This view is from a different angle from those I took before. However, due to the dust in the wind we have an excellent view of the contours of the eroded snow.
This close in you can really see the contours in the snow. Additionally, you can see where the airflow drastically slowed down or stopped from the increased deposition of dirt particles; darker means slower.
I step closer and you can see the power of wind. If you see rock in a similar formation it was eroded by wind and water. On the left side of this image is the outer edge of the whirlwind and you can see the concave indention into the snow from the spinning wind. This was only a few days after the snowstorm so there was still plenty of snow on the ground, but not in the region of the whirlwind.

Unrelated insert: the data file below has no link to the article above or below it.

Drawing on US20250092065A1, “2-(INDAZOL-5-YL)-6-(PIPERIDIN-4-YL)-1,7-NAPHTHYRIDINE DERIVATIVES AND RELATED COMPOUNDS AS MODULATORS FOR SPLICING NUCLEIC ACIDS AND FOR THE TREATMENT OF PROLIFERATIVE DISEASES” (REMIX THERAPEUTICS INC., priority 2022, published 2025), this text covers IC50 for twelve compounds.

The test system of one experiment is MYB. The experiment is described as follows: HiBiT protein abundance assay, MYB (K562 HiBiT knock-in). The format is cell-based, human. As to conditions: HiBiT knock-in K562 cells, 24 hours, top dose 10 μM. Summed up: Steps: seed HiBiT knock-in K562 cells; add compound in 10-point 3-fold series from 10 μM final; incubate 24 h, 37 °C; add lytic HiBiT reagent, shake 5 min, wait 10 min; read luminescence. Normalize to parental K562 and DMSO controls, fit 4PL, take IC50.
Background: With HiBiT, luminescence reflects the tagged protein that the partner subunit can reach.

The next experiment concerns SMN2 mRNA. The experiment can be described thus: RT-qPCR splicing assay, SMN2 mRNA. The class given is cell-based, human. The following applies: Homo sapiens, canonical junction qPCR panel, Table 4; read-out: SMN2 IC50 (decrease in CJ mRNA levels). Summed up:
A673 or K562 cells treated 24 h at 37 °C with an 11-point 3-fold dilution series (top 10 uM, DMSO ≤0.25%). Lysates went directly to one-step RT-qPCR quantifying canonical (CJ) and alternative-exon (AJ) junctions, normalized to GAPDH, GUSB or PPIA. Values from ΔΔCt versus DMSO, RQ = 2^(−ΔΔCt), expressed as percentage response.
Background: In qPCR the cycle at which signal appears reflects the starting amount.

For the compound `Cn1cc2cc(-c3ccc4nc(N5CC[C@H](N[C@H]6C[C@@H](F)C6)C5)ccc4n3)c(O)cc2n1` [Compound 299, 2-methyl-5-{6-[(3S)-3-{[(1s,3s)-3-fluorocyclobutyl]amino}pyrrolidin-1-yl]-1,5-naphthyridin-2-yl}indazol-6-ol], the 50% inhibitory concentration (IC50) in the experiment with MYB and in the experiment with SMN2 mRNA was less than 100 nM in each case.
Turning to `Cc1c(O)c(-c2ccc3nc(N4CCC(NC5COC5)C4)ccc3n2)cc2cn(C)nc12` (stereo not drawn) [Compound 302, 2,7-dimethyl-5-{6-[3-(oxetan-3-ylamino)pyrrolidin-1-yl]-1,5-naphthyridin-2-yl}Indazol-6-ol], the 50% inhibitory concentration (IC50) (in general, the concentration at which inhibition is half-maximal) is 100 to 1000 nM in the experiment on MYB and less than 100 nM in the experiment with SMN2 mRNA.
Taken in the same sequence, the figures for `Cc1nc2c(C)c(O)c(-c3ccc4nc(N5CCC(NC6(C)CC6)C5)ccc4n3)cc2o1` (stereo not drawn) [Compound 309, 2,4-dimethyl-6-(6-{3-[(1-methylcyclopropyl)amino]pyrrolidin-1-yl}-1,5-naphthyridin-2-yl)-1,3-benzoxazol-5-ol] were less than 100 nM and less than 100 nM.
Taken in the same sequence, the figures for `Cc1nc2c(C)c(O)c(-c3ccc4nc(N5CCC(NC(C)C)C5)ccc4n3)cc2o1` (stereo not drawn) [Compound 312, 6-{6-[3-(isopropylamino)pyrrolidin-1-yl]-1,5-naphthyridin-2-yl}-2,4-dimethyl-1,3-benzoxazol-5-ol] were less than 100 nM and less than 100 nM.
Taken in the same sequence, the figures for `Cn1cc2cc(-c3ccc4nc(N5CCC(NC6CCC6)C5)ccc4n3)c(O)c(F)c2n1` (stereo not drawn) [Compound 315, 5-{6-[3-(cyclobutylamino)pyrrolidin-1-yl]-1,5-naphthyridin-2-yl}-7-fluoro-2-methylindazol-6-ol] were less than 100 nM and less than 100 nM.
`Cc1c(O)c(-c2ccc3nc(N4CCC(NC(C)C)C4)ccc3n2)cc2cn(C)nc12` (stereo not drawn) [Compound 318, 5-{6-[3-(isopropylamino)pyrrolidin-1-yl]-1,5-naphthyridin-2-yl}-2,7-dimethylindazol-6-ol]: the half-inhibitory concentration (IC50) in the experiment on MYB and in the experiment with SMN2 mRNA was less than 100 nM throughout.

Now one step closer. You can really see the streamlines of the airflow across the snow. These are the distinct tracks of dirt in the snow which is a relativity accurate visualization of the winds velocity field.
I would recommend you actually click on the pictures to see them in all their glory. I wanted the images big for the drive by viewer, but as a result they are somewhat cropped.